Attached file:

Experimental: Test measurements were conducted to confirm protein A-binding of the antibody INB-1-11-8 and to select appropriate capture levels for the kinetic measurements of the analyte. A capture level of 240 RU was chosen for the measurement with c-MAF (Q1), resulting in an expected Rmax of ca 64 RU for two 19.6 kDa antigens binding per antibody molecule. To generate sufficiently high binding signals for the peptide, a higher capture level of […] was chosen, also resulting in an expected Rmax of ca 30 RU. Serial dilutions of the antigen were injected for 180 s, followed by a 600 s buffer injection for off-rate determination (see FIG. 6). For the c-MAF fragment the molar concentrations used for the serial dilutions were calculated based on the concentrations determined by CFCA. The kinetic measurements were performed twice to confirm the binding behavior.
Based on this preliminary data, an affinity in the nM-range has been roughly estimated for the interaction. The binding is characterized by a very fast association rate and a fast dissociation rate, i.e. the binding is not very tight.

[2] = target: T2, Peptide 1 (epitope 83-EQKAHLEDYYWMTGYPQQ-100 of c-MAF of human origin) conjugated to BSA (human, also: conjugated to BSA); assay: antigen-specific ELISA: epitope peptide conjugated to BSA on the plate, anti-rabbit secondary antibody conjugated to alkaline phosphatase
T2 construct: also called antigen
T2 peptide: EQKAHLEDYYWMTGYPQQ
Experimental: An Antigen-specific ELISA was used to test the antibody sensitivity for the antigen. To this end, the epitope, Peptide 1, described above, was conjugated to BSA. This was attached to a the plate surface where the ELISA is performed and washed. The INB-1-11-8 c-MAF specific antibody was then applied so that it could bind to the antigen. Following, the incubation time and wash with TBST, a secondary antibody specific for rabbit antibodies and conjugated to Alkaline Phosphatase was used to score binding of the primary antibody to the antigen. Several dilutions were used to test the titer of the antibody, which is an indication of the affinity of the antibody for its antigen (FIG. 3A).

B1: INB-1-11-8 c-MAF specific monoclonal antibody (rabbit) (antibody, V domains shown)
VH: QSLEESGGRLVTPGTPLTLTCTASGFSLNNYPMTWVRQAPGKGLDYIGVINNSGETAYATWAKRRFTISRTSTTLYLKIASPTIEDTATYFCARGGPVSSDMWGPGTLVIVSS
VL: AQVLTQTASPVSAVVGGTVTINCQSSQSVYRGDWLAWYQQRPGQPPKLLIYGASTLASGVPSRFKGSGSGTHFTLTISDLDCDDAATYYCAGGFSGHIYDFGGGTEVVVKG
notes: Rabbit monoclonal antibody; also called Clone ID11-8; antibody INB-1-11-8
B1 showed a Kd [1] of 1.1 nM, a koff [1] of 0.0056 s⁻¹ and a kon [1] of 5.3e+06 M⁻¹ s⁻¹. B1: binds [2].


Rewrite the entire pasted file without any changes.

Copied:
Experimental: Test measurements were conducted to confirm protein A-binding of the antibody INB-1-11-8 and to select appropriate capture levels for the kinetic measurements of the analyte. A capture level of 240 RU was chosen for the measurement with c-MAF (Q1), resulting in an expected Rmax of ca 64 RU for two 19.6 kDa antigens binding per antibody molecule. To generate sufficiently high binding signals for the peptide, a higher capture level of […] was chosen, also resulting in an expected Rmax of ca 30 RU. Serial dilutions of the antigen were injected for 180 s, followed by a 600 s buffer injection for off-rate determination (see FIG. 6). For the c-MAF fragment the molar concentrations used for the serial dilutions were calculated based on the concentrations determined by CFCA. The kinetic measurements were performed twice to confirm the binding behavior.
Based on this preliminary data, an affinity in the nM-range has been roughly estimated for the interaction. The binding is characterized by a very fast association rate and a fast dissociation rate, i.e. the binding is not very tight.

[2] = target: T2, Peptide 1 (epitope 83-EQKAHLEDYYWMTGYPQQ-100 of c-MAF of human origin) conjugated to BSA (human, also: conjugated to BSA); assay: antigen-specific ELISA: epitope peptide conjugated to BSA on the plate, anti-rabbit secondary antibody conjugated to alkaline phosphatase
T2 construct: also called antigen
T2 peptide: EQKAHLEDYYWMTGYPQQ
Experimental: An Antigen-specific ELISA was used to test the antibody sensitivity for the antigen. To this end, the epitope, Peptide 1, described above, was conjugated to BSA. This was attached to a the plate surface where the ELISA is performed and washed. The INB-1-11-8 c-MAF specific antibody was then applied so that it could bind to the antigen. Following, the incubation time and wash with TBST, a secondary antibody specific for rabbit antibodies and conjugated to Alkaline Phosphatase was used to score binding of the primary antibody to the antigen. Several dilutions were used to test the titer of the antibody, which is an indication of the affinity of the antibody for its antigen (FIG. 3A).

B1: INB-1-11-8 c-MAF specific monoclonal antibody (rabbit) (antibody, V domains shown)
VH: QSLEESGGRLVTPGTPLTLTCTASGFSLNNYPMTWVRQAPGKGLDYIGVINNSGETAYATWAKRRFTISRTSTTLYLKIASPTIEDTATYFCARGGPVSSDMWGPGTLVIVSS
VL: AQVLTQTASPVSAVVGGTVTINCQSSQSVYRGDWLAWYQQRPGQPPKLLIYGASTLASGVPSRFKGSGSGTHFTLTISDLDCDDAATYYCAGGFSGHIYDFGGGTEVVVKG
notes: Rabbit monoclonal antibody; also called Clone ID11-8; antibody INB-1-11-8
B1 showed a Kd [1] of 1.1 nM, a koff [1] of 0.0056 s⁻¹ and a kon [1] of 5.3e+06 M⁻¹ s⁻¹. B1: binds [2].